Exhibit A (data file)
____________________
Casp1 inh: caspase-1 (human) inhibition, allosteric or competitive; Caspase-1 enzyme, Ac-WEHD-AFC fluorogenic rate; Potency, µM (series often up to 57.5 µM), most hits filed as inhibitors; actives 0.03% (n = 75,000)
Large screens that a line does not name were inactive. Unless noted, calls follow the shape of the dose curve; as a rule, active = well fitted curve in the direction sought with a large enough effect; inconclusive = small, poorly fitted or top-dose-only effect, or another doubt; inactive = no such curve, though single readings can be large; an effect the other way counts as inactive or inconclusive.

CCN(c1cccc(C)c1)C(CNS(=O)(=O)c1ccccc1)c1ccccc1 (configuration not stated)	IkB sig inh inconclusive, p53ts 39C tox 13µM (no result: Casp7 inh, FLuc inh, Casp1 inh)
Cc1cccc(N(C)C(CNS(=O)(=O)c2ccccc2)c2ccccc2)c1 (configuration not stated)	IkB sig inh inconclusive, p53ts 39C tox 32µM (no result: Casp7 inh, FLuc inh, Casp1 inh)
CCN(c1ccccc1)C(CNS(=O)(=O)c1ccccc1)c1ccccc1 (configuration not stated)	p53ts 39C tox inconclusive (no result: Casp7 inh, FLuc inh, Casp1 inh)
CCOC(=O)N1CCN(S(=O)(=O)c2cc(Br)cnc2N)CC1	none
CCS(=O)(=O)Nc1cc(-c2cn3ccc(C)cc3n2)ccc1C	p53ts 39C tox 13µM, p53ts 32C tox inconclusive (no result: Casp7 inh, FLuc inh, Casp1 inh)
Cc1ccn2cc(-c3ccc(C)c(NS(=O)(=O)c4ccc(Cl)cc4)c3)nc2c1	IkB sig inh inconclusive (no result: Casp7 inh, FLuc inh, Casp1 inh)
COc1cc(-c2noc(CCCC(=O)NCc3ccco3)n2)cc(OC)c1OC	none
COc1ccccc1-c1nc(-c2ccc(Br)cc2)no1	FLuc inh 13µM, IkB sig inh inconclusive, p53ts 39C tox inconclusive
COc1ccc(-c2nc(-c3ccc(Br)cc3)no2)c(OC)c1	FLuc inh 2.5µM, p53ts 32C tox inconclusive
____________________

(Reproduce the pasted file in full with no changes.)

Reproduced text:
Casp1 inh: caspase-1 (human) inhibition, allosteric or competitive; Caspase-1 enzyme, Ac-WEHD-AFC fluorogenic rate; Potency, µM (series often up to 57.5 µM), most hits filed as inhibitors; actives 0.03% (n = 75,000)
Large screens that a line does not name were inactive. Unless noted, calls follow the shape of the dose curve; as a rule, active = well fitted curve in the direction sought with a large enough effect; inconclusive = small, poorly fitted or top-dose-only effect, or another doubt; inactive = no such curve, though single readings can be large; an effect the other way counts as inactive or inconclusive.

CCN(c1cccc(C)c1)C(CNS(=O)(=O)c1ccccc1)c1ccccc1 (configuration not stated)	IkB sig inh inconclusive, p53ts 39C tox 13µM (no result: Casp7 inh, FLuc inh, Casp1 inh)
Cc1cccc(N(C)C(CNS(=O)(=O)c2ccccc2)c2ccccc2)c1 (configuration not stated)	IkB sig inh inconclusive, p53ts 39C tox 32µM (no result: Casp7 inh, FLuc inh, Casp1 inh)
CCN(c1ccccc1)C(CNS(=O)(=O)c1ccccc1)c1ccccc1 (configuration not stated)	p53ts 39C tox inconclusive (no result: Casp7 inh, FLuc inh, Casp1 inh)
CCOC(=O)N1CCN(S(=O)(=O)c2cc(Br)cnc2N)CC1	none
CCS(=O)(=O)Nc1cc(-c2cn3ccc(C)cc3n2)ccc1C	p53ts 39C tox 13µM, p53ts 32C tox inconclusive (no result: Casp7 inh, FLuc inh, Casp1 inh)
Cc1ccn2cc(-c3ccc(C)c(NS(=O)(=O)c4ccc(Cl)cc4)c3)nc2c1	IkB sig inh inconclusive (no result: Casp7 inh, FLuc inh, Casp1 inh)
COc1cc(-c2noc(CCCC(=O)NCc3ccco3)n2)cc(OC)c1OC	none
COc1ccccc1-c1nc(-c2ccc(Br)cc2)no1	FLuc inh 13µM, IkB sig inh inconclusive, p53ts 39C tox inconclusive
COc1ccc(-c2nc(-c3ccc(Br)cc3)no2)c(OC)c1	FLuc inh 2.5µM, p53ts 32C tox inconclusive